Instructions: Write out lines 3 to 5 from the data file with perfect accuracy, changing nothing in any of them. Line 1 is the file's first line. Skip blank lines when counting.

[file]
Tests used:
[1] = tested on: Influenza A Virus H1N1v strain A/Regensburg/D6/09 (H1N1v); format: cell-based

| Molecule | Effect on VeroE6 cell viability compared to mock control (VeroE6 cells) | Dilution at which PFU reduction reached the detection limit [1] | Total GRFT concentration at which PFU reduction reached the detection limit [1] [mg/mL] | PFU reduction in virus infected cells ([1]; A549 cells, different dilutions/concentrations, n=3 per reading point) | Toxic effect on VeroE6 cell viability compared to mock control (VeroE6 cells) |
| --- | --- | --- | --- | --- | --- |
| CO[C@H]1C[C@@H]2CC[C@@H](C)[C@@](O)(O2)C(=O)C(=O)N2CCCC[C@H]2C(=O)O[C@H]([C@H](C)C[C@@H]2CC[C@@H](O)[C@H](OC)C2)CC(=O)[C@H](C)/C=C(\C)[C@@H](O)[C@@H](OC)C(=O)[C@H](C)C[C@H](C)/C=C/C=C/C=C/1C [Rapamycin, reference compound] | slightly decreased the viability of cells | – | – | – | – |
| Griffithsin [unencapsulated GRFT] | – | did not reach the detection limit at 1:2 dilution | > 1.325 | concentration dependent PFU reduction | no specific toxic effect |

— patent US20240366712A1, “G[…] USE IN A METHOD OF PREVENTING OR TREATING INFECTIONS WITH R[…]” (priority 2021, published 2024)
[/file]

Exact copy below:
| Molecule | Effect on VeroE6 cell viability compared to mock control (VeroE6 cells) | Dilution at which PFU reduction reached the detection limit [1] | Total GRFT concentration at which PFU reduction reached the detection limit [1] [mg/mL] | PFU reduction in virus infected cells ([1]; A549 cells, different dilutions/concentrations, n=3 per reading point) | Toxic effect on VeroE6 cell viability compared to mock control (VeroE6 cells) |
| --- | --- | --- | --- | --- | --- |
| CO[C@H]1C[C@@H]2CC[C@@H](C)[C@@](O)(O2)C(=O)C(=O)N2CCCC[C@H]2C(=O)O[C@H]([C@H](C)C[C@@H]2CC[C@@H](O)[C@H](OC)C2)CC(=O)[C@H](C)/C=C(\C)[C@@H](O)[C@@H](OC)C(=O)[C@H](C)C[C@H](C)/C=C/C=C/C=C/1C [Rapamycin, reference compound] | slightly decreased the viability of cells | – | – | – | – |